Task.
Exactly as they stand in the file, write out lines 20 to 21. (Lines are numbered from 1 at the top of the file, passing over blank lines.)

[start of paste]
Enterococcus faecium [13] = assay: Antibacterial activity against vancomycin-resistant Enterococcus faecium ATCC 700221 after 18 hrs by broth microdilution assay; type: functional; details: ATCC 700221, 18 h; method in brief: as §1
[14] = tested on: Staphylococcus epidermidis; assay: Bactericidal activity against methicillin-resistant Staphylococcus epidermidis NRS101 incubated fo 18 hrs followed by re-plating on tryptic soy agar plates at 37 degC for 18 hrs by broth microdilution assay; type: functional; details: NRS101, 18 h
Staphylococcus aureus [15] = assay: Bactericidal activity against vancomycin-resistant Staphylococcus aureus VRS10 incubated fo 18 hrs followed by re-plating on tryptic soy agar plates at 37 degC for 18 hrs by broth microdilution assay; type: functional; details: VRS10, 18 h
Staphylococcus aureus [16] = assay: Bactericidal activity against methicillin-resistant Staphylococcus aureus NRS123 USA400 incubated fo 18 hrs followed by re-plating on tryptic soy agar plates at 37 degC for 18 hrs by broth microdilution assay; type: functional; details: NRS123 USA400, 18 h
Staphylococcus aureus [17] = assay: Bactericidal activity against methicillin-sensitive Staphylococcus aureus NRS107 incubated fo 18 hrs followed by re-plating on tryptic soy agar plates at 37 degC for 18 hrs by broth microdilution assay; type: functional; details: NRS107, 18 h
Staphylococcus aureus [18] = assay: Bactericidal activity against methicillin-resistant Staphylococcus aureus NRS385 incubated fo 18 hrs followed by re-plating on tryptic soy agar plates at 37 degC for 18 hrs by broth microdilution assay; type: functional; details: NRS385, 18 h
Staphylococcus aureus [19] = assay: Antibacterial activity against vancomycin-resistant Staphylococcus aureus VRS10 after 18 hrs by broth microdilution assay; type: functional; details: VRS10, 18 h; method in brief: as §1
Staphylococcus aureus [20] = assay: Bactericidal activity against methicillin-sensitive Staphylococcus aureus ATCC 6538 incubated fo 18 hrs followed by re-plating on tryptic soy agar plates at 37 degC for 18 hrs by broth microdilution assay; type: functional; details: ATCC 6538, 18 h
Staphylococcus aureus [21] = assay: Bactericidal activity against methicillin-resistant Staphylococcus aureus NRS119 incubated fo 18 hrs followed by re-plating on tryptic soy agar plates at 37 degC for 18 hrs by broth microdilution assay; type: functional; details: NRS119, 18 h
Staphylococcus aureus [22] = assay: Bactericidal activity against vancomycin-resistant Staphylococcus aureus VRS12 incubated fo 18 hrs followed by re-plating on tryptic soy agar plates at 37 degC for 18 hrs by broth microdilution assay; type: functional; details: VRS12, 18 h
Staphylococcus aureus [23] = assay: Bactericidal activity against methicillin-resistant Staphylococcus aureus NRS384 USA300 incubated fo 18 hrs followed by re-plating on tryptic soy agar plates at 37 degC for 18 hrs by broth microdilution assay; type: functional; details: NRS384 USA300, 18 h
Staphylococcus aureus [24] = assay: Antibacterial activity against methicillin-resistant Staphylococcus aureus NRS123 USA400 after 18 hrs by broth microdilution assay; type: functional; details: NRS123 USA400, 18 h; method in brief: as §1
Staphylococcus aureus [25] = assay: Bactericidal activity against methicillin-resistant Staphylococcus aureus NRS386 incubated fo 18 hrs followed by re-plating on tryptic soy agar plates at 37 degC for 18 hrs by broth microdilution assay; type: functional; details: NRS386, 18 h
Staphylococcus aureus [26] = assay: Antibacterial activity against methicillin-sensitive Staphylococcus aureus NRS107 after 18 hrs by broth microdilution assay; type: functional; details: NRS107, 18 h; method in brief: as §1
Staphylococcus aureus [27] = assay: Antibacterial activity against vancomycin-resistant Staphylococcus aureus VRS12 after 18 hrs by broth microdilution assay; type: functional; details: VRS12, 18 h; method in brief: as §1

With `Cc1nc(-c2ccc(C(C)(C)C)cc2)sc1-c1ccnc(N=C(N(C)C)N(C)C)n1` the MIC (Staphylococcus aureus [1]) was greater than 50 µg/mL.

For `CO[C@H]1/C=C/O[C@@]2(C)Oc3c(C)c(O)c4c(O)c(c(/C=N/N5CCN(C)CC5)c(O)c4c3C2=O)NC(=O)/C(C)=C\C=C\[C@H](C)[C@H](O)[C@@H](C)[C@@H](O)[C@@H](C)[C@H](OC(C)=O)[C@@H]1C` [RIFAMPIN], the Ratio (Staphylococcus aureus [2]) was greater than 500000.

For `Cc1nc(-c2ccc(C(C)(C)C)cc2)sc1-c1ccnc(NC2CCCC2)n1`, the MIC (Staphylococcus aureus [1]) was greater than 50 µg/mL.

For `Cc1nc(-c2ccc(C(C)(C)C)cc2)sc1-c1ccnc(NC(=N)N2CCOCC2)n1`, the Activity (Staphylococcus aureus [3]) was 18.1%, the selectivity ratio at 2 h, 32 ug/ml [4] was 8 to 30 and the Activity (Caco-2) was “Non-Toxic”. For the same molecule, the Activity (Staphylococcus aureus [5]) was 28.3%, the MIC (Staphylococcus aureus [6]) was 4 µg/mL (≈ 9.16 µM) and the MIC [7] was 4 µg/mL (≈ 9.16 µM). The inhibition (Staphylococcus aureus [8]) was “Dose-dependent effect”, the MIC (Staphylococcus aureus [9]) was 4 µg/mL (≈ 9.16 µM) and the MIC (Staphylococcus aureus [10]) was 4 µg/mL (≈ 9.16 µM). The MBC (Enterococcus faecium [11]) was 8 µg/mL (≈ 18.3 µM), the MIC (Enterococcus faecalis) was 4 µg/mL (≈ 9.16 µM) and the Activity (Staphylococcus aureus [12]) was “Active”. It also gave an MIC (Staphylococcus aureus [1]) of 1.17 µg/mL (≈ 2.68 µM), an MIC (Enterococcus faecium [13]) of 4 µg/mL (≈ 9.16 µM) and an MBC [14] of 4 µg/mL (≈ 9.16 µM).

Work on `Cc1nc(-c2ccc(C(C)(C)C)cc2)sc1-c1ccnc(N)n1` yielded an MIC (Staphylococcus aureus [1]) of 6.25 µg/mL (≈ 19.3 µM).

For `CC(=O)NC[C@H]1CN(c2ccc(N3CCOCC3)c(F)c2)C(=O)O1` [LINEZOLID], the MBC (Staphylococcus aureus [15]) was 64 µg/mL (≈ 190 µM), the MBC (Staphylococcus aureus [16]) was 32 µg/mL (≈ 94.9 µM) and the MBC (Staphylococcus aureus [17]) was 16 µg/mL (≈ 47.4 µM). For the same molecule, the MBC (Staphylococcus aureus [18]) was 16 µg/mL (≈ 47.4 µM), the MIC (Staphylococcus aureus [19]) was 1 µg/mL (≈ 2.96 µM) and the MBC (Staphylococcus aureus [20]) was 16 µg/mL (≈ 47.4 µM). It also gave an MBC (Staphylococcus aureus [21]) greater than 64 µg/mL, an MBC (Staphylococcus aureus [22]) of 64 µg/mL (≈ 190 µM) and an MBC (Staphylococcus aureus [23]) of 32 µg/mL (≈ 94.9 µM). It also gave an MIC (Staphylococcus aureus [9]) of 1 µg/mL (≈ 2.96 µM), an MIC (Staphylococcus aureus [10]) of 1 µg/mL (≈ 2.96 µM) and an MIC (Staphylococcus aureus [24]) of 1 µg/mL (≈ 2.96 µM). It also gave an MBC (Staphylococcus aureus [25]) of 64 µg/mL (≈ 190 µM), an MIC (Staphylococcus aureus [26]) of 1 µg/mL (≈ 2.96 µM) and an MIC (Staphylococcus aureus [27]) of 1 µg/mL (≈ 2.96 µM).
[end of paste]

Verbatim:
Work on `Cc1nc(-c2ccc(C(C)(C)C)cc2)sc1-c1ccnc(N)n1` yielded an MIC (Staphylococcus aureus [1]) of 6.25 µg/mL (≈ 19.3 µM).

For `CC(=O)NC[C@H]1CN(c2ccc(N3CCOCC3)c(F)c2)C(=O)O1` [LINEZOLID], the MBC (Staphylococcus aureus [15]) was 64 µg/mL (≈ 190 µM), the MBC (Staphylococcus aureus [16]) was 32 µg/mL (≈ 94.9 µM) and the MBC (Staphylococcus aureus [17]) was 16 µg/mL (≈ 47.4 µM). For the same molecule, the MBC (Staphylococcus aureus [18]) was 16 µg/mL (≈ 47.4 µM), the MIC (Staphylococcus aureus [19]) was 1 µg/mL (≈ 2.96 µM) and the MBC (Staphylococcus aureus [20]) was 16 µg/mL (≈ 47.4 µM). It also gave an MBC (Staphylococcus aureus [21]) greater than 64 µg/mL, an MBC (Staphylococcus aureus [22]) of 64 µg/mL (≈ 190 µM) and an MBC (Staphylococcus aureus [23]) of 32 µg/mL (≈ 94.9 µM). It also gave an MIC (Staphylococcus aureus [9]) of 1 µg/mL (≈ 2.96 µM), an MIC (Staphylococcus aureus [10]) of 1 µg/mL (≈ 2.96 µM) and an MIC (Staphylococcus aureus [24]) of 1 µg/mL (≈ 2.96 µM). It also gave an MBC (Staphylococcus aureus [25]) of 64 µg/mL (≈ 190 µM), an MIC (Staphylococcus aureus [26]) of 1 µg/mL (≈ 2.96 µM) and an MIC (Staphylococcus aureus [27]) of 1 µg/mL (≈ 2.96 µM).